CompuLab is a company in Israel that manufactures a line of small but powerful Intel-based PC computers. They got some publicity joining hands with the Linux Mint project and producing the MintBox. I wrote about them in the past.
As far as I know, CompuLab were the first to produce a PC computer that was not only very small, but also packaged in a way that made it useful for consumer-style applications as well as industrial ones. This concept of small form factor PCs has been popularized in recent years by Intel’s line of NUC PCs.
Now CompuLab are upping the game by creating ‘fitlet‘, a computer that is a lot smaller (To the point of fitting in one’s pocket) while still being as powerful as many models of NUC. It also seems to be cheaper.
Now I have to wonder if and when we’ll see people using those ‘fitlets’ to build ‘orange boxes‘…
I know Wired had already put then up, so everyone probably already seen them. But still, they are awesome.
Oh, You can probably skip the boring first one.
Have a great weekend!
With its tiny dimensions, high-powered hardware spec, low power consumption and Linux Mint installed out of the factory, the Intense PC or its branded sibling, the Mint Box, might very well be the next computer I buy. The manufacturer operating out of Israel makes this practically a no-brainer.
About the only gripe I have about this device is that it contains no battery. Next to modern phones, laptops and tablets, the PC’s “habit” of shutting down at the slightest power interruption makes it seem as anachronistic as an 80s double cassette boom-box.
The Aviem PRO2100 is a SOHO Line-Interactive Uninterruptible Power Supply (UPS) unit that sells at a very compelling price/performance point. The PRO2100 is a 1000VA unit that sells at a price which is only slightly above that of other manufacturers` 650VA units, whereas comparable strength units typically sell for twice as much. What this means is that you can use if to power two computers for the price typically paid to power one.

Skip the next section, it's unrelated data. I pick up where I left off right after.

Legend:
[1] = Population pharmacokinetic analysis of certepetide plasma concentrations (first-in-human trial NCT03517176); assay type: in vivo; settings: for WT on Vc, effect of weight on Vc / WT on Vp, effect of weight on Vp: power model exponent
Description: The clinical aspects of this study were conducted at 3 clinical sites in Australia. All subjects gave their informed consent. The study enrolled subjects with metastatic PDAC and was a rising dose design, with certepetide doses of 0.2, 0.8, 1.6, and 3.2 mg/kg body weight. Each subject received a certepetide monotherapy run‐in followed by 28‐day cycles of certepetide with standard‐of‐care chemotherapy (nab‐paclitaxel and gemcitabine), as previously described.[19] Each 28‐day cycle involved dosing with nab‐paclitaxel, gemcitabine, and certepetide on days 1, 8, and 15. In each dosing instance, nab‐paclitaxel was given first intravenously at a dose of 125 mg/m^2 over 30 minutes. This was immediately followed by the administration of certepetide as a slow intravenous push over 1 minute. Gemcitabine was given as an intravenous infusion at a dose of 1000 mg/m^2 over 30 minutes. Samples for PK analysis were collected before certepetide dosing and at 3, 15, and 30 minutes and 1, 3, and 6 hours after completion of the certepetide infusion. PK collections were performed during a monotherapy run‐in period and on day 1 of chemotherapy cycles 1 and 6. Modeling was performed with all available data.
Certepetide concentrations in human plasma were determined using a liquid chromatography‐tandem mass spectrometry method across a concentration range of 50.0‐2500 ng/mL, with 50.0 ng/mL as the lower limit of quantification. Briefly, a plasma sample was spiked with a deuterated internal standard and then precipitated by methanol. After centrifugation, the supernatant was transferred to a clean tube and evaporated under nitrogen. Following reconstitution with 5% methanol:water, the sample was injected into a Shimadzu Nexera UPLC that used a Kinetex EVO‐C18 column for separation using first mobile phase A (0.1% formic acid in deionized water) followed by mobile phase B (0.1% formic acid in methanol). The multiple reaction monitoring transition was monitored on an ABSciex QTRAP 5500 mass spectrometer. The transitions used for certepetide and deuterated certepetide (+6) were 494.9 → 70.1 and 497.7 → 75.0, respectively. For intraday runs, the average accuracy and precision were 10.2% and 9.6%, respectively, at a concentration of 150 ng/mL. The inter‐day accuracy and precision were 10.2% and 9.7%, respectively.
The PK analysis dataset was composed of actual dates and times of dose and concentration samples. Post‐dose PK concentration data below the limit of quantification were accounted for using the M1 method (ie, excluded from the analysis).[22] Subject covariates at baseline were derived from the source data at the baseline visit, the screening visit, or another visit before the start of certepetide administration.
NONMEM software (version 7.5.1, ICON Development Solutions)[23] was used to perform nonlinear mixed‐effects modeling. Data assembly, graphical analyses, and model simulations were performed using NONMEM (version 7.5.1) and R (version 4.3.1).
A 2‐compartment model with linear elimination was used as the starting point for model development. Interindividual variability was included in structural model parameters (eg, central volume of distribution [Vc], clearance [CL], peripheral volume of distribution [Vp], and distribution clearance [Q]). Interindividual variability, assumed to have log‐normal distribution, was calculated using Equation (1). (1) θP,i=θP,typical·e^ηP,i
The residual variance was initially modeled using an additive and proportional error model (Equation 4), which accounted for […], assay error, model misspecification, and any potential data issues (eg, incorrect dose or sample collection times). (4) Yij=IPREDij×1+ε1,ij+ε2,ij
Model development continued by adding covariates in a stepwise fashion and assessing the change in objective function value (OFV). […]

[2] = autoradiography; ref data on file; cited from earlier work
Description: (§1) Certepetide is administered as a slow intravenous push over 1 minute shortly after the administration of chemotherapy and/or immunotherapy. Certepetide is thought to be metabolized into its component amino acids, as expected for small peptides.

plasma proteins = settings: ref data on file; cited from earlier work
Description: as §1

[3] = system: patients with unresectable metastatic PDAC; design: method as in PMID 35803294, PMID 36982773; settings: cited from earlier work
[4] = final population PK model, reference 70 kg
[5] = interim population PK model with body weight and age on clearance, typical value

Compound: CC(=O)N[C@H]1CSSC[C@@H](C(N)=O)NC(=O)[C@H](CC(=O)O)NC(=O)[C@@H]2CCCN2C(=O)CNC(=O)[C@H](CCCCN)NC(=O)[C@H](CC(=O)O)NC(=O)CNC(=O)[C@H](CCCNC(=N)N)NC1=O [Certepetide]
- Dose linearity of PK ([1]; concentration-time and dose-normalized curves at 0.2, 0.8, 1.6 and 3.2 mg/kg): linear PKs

That being said, the Aviem`s weak point is it`s Linux support (I cannot vouch for Windows support since I did not attempt to connect it to a Windows machine). While The UPS does ship with a CD that includes Linux software, it suffers from several shortcomings that are unfortunately all too common even for enterprise-level Linux supporting hardware:
- The CD only contains precompiled 32bit X86 binaries without any source code or any pointers to where the source code may be found.
- No pointers are given as to where updated software versions be be found, what seems to be the product name, “PowerD”, also doesn’t yield anything useful in a Google search.
- The software relies on an installation shell-script rather being packaged for use with the system`s package manager (E.g. RPM or DPKG) or at least something like Autopackage. The installation script also seems to assume all Linux systems are roughly built and behave like RedHat and would generally make a mess of your system regardless of the distribution (For example, the script tries to place binaries in “/etc” and set insecure file permissions such as “777”).
This particular software CD has another strange problem to it as the included “Readme.txt” file seems to be completely unreadable gibberish as well as resist being converted to anything readable with “iconv”.
All in all the software on the CD has a very strong abandon-ware feel to it and it is nothing I would be willing to install on my systems.
Whenever I go to the Orange sales and service center I get suckered into buying a new phone. Today was no exception, I just got myself a brand new Samsung Wave. I hope I can find a way to get a good ROI for the extra 50nis/month I’m gonna be paying for the next 3 years…
It does seem to have one feature that may come in handy, it can act as a mobile WiFi access point.
While I wasn’t looking these things multiplied and took my place over…
Working in IT is typically a gray, dounting, stressing, frustrating and thankless experiance all at once, but it has it’s shining moments.
You are well into the night supervising a routine system shut-down and recovery test process, when all of a sudden the EMC technician directing the EMC-related part of the process on-site walks into your NOC and tells you a Celerra machine, the big critical one that supports half your organization, will simply not start up.